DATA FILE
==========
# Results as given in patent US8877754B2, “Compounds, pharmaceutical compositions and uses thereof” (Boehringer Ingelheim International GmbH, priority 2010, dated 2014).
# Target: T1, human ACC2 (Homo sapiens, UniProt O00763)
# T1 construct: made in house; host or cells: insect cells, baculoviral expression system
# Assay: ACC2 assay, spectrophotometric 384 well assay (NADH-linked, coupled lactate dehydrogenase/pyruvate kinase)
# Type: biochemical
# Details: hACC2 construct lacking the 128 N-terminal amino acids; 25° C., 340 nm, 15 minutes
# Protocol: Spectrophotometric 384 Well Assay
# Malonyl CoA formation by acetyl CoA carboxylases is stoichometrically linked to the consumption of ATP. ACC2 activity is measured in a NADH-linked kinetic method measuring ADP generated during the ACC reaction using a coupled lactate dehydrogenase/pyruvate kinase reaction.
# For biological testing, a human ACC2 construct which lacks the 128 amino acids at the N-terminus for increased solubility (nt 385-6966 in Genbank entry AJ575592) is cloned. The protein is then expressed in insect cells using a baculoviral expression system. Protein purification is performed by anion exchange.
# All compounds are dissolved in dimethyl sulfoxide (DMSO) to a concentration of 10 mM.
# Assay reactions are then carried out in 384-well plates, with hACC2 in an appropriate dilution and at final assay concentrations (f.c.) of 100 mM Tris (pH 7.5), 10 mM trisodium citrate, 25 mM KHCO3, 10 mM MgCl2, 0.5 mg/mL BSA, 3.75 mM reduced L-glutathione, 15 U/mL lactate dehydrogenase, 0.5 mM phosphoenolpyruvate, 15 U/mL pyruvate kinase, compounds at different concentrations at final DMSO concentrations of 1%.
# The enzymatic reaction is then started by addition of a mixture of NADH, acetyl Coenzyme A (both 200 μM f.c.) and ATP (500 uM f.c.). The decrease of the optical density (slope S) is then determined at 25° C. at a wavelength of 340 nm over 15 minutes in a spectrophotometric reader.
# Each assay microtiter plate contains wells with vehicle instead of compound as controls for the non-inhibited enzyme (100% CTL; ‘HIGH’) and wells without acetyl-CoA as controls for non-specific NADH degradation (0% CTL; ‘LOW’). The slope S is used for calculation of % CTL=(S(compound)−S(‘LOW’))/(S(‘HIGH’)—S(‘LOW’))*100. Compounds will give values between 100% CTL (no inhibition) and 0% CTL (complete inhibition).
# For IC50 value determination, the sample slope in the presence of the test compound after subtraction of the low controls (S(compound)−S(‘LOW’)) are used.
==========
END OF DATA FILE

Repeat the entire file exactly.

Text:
# Results as given in patent US8877754B2, “Compounds, pharmaceutical compositions and uses thereof” (Boehringer Ingelheim International GmbH, priority 2010, dated 2014).
# Target: T1, human ACC2 (Homo sapiens, UniProt O00763)
# T1 construct: made in house; host or cells: insect cells, baculoviral expression system
# Assay: ACC2 assay, spectrophotometric 384 well assay (NADH-linked, coupled lactate dehydrogenase/pyruvate kinase)
# Type: biochemical
# Details: hACC2 construct lacking the 128 N-terminal amino acids; 25° C., 340 nm, 15 minutes
# Protocol: Spectrophotometric 384 Well Assay
# Malonyl CoA formation by acetyl CoA carboxylases is stoichometrically linked to the consumption of ATP. ACC2 activity is measured in a NADH-linked kinetic method measuring ADP generated during the ACC reaction using a coupled lactate dehydrogenase/pyruvate kinase reaction.
# For biological testing, a human ACC2 construct which lacks the 128 amino acids at the N-terminus for increased solubility (nt 385-6966 in Genbank entry AJ575592) is cloned. The protein is then expressed in insect cells using a baculoviral expression system. Protein purification is performed by anion exchange.
# All compounds are dissolved in dimethyl sulfoxide (DMSO) to a concentration of 10 mM.
# Assay reactions are then carried out in 384-well plates, with hACC2 in an appropriate dilution and at final assay concentrations (f.c.) of 100 mM Tris (pH 7.5), 10 mM trisodium citrate, 25 mM KHCO3, 10 mM MgCl2, 0.5 mg/mL BSA, 3.75 mM reduced L-glutathione, 15 U/mL lactate dehydrogenase, 0.5 mM phosphoenolpyruvate, 15 U/mL pyruvate kinase, compounds at different concentrations at final DMSO concentrations of 1%.
# The enzymatic reaction is then started by addition of a mixture of NADH, acetyl Coenzyme A (both 200 μM f.c.) and ATP (500 uM f.c.). The decrease of the optical density (slope S) is then determined at 25° C. at a wavelength of 340 nm over 15 minutes in a spectrophotometric reader.
# Each assay microtiter plate contains wells with vehicle instead of compound as controls for the non-inhibited enzyme (100% CTL; ‘HIGH’) and wells without acetyl-CoA as controls for non-specific NADH degradation (0% CTL; ‘LOW’). The slope S is used for calculation of % CTL=(S(compound)−S(‘LOW’))/(S(‘HIGH’)—S(‘LOW’))*100. Compounds will give values between 100% CTL (no inhibition) and 0% CTL (complete inhibition).
# For IC50 value determination, the sample slope in the presence of the test compound after subtraction of the low controls (S(compound)−S(‘LOW’)) are used.